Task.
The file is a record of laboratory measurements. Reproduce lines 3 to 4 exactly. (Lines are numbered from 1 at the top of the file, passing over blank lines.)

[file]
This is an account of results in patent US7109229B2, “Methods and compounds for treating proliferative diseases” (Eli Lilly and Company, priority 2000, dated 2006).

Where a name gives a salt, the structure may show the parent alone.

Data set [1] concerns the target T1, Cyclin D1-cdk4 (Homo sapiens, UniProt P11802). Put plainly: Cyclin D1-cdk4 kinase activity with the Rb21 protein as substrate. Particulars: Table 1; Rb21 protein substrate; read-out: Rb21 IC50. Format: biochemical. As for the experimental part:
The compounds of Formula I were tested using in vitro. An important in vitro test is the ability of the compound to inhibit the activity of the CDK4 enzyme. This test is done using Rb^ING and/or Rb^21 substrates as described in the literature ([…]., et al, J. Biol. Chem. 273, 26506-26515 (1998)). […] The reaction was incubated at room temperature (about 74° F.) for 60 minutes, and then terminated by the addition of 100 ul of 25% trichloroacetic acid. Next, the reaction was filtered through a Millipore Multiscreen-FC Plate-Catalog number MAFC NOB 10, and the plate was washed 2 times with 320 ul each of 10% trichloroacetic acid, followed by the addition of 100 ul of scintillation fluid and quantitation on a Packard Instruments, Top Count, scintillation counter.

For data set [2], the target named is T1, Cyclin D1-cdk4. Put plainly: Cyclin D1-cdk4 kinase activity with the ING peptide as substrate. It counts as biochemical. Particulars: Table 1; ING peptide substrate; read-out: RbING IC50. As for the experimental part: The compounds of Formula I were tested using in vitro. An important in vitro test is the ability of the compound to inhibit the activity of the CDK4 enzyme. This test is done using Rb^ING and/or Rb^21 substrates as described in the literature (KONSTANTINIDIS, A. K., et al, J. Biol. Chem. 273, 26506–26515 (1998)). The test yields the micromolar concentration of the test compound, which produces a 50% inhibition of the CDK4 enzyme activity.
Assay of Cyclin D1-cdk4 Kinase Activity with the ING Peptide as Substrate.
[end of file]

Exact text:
Data set [1] concerns the target T1, Cyclin D1-cdk4 (Homo sapiens, UniProt P11802). Put plainly: Cyclin D1-cdk4 kinase activity with the Rb21 protein as substrate. Particulars: Table 1; Rb21 protein substrate; read-out: Rb21 IC50. Format: biochemical. As for the experimental part:
The compounds of Formula I were tested using in vitro. An important in vitro test is the ability of the compound to inhibit the activity of the CDK4 enzyme. This test is done using Rb^ING and/or Rb^21 substrates as described in the literature ([…]., et al, J. Biol. Chem. 273, 26506-26515 (1998)). […] The reaction was incubated at room temperature (about 74° F.) for 60 minutes, and then terminated by the addition of 100 ul of 25% trichloroacetic acid. Next, the reaction was filtered through a Millipore Multiscreen-FC Plate-Catalog number MAFC NOB 10, and the plate was washed 2 times with 320 ul each of 10% trichloroacetic acid, followed by the addition of 100 ul of scintillation fluid and quantitation on a Packard Instruments, Top Count, scintillation counter.